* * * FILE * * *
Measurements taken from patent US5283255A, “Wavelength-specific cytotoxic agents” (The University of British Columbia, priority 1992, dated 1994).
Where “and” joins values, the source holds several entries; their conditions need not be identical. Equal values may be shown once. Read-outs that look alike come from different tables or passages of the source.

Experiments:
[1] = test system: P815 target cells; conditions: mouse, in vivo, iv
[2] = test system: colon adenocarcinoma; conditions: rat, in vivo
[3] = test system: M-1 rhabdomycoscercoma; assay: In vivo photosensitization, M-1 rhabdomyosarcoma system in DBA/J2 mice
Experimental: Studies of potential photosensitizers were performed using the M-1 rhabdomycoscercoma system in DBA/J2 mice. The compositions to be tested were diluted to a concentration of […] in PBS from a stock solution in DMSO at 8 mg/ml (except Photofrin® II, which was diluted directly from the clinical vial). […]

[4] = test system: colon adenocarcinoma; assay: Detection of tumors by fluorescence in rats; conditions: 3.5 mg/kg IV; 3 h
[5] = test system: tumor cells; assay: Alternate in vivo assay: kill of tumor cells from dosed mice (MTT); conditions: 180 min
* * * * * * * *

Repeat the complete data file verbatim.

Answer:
Measurements taken from patent US5283255A, “Wavelength-specific cytotoxic agents” (The University of British Columbia, priority 1992, dated 1994).
Where “and” joins values, the source holds several entries; their conditions need not be identical. Equal values may be shown once. Read-outs that look alike come from different tables or passages of the source.

Experiments:
[1] = test system: P815 target cells; conditions: mouse, in vivo, iv
[2] = test system: colon adenocarcinoma; conditions: rat, in vivo
[3] = test system: M-1 rhabdomycoscercoma; assay: In vivo photosensitization, M-1 rhabdomyosarcoma system in DBA/J2 mice
Experimental: Studies of potential photosensitizers were performed using the M-1 rhabdomycoscercoma system in DBA/J2 mice. The compositions to be tested were diluted to a concentration of […] in PBS from a stock solution in DMSO at 8 mg/ml (except Photofrin® II, which was diluted directly from the clinical vial). […]

[4] = test system: colon adenocarcinoma; assay: Detection of tumors by fluorescence in rats; conditions: 3.5 mg/kg IV; 3 h
[5] = test system: tumor cells; assay: Alternate in vivo assay: kill of tumor cells from dosed mice (MTT); conditions: 180 min